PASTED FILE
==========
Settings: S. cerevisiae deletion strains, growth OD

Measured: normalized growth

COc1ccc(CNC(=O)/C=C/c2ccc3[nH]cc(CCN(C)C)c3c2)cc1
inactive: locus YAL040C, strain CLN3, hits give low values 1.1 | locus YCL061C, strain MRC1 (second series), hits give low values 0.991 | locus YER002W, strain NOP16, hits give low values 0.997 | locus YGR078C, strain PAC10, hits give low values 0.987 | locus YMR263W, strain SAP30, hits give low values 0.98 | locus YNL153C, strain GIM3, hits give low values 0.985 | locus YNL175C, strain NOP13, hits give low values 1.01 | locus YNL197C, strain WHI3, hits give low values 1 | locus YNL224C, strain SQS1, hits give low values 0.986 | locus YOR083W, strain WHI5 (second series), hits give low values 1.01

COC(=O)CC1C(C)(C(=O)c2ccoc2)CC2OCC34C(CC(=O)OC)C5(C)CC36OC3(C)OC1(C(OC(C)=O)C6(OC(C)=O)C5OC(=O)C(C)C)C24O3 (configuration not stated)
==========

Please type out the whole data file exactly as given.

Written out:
Settings: S. cerevisiae deletion strains, growth OD

Measured: normalized growth

COc1ccc(CNC(=O)/C=C/c2ccc3[nH]cc(CCN(C)C)c3c2)cc1
inactive: locus YAL040C, strain CLN3, hits give low values 1.1 | locus YCL061C, strain MRC1 (second series), hits give low values 0.991 | locus YER002W, strain NOP16, hits give low values 0.997 | locus YGR078C, strain PAC10, hits give low values 0.987 | locus YMR263W, strain SAP30, hits give low values 0.98 | locus YNL153C, strain GIM3, hits give low values 0.985 | locus YNL175C, strain NOP13, hits give low values 1.01 | locus YNL197C, strain WHI3, hits give low values 1 | locus YNL224C, strain SQS1, hits give low values 0.986 | locus YOR083W, strain WHI5 (second series), hits give low values 1.01

COC(=O)CC1C(C)(C(=O)c2ccoc2)CC2OCC34C(CC(=O)OC)C5(C)CC36OC3(C)OC1(C(OC(C)=O)C6(OC(C)=O)C5OC(=O)C(C)C)C24O3 (configuration not stated)